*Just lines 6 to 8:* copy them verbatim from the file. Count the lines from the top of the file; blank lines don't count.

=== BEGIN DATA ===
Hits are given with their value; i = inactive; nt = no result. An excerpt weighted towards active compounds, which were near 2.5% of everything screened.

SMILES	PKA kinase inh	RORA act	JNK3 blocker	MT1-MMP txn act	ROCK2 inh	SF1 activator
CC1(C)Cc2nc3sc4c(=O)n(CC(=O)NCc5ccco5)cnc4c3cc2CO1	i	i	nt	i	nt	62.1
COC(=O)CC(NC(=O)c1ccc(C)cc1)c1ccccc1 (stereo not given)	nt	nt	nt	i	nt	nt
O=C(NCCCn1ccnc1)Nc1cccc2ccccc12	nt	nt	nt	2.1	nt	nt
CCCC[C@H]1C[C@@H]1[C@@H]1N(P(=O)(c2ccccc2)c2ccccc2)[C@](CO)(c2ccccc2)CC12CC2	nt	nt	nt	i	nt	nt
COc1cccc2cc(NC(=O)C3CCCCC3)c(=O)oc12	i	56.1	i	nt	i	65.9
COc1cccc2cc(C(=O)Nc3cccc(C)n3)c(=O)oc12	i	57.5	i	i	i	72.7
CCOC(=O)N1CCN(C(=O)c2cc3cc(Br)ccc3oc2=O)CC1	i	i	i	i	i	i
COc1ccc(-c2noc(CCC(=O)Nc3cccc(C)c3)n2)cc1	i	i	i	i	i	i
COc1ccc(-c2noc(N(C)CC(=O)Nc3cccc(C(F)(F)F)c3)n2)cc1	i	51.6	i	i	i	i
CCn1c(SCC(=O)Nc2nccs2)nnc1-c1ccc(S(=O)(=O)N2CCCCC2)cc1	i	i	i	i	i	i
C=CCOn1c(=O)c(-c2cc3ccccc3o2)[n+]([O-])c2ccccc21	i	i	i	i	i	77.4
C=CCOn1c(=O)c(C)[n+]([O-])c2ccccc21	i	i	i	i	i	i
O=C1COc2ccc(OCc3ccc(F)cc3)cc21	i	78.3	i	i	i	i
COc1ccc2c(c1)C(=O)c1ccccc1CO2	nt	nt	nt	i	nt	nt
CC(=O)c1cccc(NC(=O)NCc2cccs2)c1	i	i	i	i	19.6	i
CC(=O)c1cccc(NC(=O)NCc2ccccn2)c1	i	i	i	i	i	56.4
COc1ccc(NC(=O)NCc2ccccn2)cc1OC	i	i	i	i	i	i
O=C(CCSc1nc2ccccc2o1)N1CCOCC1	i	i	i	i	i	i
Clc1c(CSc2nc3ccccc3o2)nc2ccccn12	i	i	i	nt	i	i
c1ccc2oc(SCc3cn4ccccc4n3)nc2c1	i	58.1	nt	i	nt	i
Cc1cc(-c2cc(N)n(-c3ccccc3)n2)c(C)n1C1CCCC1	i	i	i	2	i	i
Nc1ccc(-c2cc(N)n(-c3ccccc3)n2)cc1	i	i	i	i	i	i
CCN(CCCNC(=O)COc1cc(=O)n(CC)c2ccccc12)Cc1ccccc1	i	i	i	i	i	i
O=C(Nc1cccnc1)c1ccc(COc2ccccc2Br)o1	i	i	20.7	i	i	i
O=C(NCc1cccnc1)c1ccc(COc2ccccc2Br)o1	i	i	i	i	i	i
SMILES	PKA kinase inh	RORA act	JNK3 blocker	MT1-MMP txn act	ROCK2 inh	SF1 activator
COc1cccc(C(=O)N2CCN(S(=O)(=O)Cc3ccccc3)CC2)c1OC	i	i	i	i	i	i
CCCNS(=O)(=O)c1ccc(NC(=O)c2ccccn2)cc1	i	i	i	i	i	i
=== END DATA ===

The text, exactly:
CCCC[C@H]1C[C@@H]1[C@@H]1N(P(=O)(c2ccccc2)c2ccccc2)[C@](CO)(c2ccccc2)CC12CC2	nt	nt	nt	i	nt	nt
COc1cccc2cc(NC(=O)C3CCCCC3)c(=O)oc12	i	56.1	i	nt	i	65.9
COc1cccc2cc(C(=O)Nc3cccc(C)n3)c(=O)oc12	i	57.5	i	i	i	72.7